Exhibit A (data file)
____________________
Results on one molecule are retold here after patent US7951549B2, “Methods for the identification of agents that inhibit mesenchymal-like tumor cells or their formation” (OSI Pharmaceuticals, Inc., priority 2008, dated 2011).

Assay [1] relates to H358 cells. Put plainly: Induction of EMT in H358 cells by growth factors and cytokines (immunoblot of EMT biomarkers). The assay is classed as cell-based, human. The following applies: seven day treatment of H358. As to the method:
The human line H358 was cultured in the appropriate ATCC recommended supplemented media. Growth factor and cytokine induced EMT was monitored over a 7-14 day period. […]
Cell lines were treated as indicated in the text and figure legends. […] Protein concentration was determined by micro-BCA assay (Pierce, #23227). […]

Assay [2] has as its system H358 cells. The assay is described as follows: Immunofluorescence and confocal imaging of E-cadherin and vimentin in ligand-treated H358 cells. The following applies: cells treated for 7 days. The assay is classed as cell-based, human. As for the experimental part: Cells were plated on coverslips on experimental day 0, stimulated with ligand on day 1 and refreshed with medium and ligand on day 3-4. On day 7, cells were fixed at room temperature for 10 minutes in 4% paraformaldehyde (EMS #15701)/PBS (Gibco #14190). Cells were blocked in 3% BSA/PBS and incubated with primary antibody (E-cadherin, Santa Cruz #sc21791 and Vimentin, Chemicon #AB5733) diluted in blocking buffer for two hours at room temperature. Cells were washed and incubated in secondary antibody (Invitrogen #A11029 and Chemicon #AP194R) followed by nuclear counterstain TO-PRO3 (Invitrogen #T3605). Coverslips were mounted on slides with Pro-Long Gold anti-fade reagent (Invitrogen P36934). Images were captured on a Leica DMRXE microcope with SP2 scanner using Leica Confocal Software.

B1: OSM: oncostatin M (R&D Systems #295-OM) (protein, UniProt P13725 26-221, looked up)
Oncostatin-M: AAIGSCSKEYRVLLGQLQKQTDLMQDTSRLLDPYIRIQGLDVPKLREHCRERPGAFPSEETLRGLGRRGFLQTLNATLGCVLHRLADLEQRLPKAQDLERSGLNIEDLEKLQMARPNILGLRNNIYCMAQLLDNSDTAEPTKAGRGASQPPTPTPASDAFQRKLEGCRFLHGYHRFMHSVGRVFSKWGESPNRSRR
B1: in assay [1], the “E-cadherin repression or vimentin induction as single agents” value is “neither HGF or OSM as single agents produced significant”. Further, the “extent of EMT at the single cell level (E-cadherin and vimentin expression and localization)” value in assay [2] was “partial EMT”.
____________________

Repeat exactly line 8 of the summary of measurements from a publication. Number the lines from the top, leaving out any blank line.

B1: in assay [1], the “E-cadherin repression or vimentin induction as single agents” value is “neither HGF or OSM as single agents produced significant”. Further, the “extent of EMT at the single cell level (E-cadherin and vimentin expression and localization)” value in assay [2] was “partial EMT”.